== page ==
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Mark Zuckerberg programmed Jarvis, his home AI assistant, not to freak out over nuances in language

If you’re an Adele fan, you probably like the song “Someone like you.” And if you’re Mark Zuckerberg and wanted to listen to music similar to hers, you might tell Jarvis, the home AI assistant you built, to play “someone like Adele.” Just as you might ask it to “play some Adele” if you wanted … Continue reading “Mark Zuckerberg programmed Jarvis, his home AI assistant, not to freak out over nuances in language”

If you’re an Adele fan, you probably like the song “Someone like you.” And if you’re Mark Zuckerberg and wanted to listen to music similar to hers, you might tell Jarvis, the home AI assistant you built, to play “someone like Adele.” Just as you might ask it to “play some Adele” if you wanted to hear “Hello” and her other mega-hits.

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Zuckerberg knew those phrases would probably sound quite similar to Jarvis, but he didn’t want it to balk at doing what he asked if he used them or other commands with subtle linguistic nuance. So, as he told me for my exclusive feature on Jarvis, he made sure the AI assistant could properly parse them. No sense building such a system if you ask it to play Adele and it trots out Katy Perry.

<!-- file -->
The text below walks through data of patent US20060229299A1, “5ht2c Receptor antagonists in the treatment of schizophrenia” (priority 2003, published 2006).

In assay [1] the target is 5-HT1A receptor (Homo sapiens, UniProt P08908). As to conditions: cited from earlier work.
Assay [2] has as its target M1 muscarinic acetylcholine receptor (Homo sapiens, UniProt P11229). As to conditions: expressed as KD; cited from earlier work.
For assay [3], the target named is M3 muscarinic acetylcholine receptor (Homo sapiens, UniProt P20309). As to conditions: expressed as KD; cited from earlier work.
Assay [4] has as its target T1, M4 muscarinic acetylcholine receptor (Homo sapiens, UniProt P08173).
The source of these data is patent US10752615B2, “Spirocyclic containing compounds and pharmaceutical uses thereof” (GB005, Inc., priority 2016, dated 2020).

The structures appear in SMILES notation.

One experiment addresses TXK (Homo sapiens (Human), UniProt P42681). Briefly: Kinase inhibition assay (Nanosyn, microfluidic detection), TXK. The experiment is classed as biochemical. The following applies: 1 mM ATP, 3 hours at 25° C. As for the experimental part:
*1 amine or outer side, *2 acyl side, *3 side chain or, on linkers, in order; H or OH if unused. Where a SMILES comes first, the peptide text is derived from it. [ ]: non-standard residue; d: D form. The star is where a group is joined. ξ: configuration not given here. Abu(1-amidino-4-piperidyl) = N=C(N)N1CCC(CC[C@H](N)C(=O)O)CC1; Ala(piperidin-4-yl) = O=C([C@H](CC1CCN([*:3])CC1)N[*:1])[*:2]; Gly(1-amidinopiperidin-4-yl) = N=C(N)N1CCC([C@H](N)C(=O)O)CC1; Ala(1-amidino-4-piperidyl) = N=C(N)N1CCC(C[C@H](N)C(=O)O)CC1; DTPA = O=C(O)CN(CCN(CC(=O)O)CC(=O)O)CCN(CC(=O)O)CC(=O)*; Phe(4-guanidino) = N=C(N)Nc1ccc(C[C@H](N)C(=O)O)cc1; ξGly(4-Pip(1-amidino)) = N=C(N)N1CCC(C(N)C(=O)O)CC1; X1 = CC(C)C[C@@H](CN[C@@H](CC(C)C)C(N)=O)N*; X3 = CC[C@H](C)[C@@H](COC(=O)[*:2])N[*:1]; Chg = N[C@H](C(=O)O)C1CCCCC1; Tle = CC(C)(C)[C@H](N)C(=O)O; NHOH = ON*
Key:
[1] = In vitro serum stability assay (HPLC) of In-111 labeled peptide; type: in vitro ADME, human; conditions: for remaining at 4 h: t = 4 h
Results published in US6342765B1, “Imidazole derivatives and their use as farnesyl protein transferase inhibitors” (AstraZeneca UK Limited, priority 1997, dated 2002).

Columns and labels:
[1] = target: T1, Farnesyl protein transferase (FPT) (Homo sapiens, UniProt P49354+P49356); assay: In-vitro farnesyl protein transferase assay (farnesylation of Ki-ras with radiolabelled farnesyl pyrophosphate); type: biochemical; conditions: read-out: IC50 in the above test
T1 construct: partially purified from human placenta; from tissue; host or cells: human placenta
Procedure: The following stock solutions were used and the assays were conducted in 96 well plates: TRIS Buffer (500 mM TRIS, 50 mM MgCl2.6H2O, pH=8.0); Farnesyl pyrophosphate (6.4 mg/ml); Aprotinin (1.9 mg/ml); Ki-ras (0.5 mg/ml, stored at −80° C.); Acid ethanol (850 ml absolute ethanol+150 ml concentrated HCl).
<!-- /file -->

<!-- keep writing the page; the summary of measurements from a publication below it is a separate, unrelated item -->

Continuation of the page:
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About the author

Daniel Terdiman is a San Francisco-based technology journalist with nearly 20 years of experience. A veteran of CNET and VentureBeat, Daniel has also written for Wired, The New York Times, Time, and many other publications

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